An emergency department has been closed after a fire broke out at a hospital.
Patients were evacuated from part of the Chesterfield Royal Hospital in Derbyshire after the blaze started last night.
It is understood to have begun in a shop near the main entrance of the building in Calow, Chesterfield.
A hospital spokeswoman said the fire was out by about 1am, but that there was "considerable smoke and fire damage" to A and E and the fracture clinic.
She said fire crews were still at the hospital early today checking for remaining hot spots.
Derbyshire Fire and Rescue Service battled to contain the blaze which spread to the first floor and broke through the roof.
A spokesman said 15 patients had been transferred to another building.
With 10 appliances called to the scene, crews used an aerial platform, water jets and thermal imaging cameras to tackle the flames.
The first call came at 9.20pm after an automatic alarm went off.
East Midlands ambulance service transferred 999 patients to other hospitals, with many going to King's Mill in Nottinghamshire, the hospital spokeswoman said.
Sarah Turner-Saint, head of communications at Royal Chesterfield Hospital, said the A and E department would remain shut "for the foreseeable future".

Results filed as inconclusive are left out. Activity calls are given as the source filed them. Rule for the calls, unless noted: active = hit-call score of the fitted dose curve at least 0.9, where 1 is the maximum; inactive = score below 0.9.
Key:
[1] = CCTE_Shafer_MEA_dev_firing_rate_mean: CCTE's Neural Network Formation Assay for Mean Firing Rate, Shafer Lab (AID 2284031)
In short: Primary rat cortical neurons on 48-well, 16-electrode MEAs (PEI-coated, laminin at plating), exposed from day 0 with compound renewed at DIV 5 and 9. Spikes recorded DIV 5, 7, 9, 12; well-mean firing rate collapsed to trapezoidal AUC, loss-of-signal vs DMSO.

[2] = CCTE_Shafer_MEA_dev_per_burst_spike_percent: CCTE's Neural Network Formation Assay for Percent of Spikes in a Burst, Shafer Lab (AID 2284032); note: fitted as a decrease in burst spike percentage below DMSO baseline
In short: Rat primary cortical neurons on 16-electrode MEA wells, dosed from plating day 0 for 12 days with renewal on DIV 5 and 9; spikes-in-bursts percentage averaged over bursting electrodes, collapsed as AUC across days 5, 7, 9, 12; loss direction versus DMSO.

She added: "The good news is that there have been no casualties and we have not had to close any wards."
An investigation into the cause of the fire will begin later today.
Eric Morton, chief executive of the Chesterfield Royal Hospital, paid tribute to staff and the emergency services who "worked incredibly hard to ensure hospital services have been minimally affected".
He added: "There is extensive damage to some areas but we will work as quickly as we can to repair this.
"We hope to have services back up to full strength within the next couple of days - albeit with some longer term reconstruction."
An assessment will be carried out today to establish when the A and E unit and the fracture clinic can reopen, the hospital said.
It also confirmed around 15 stretcher patients were transferred to other facilities in the region as a result of the fire.
Others were moved to a clinic in another part of the hospital to receive treatment.
Three staff members from A and E were sent to work in a minor injuries unit established at the ambulance station at Ashgate, Derbyshire, to ease the workload of the East Midlands Ambulance Service.Reuse content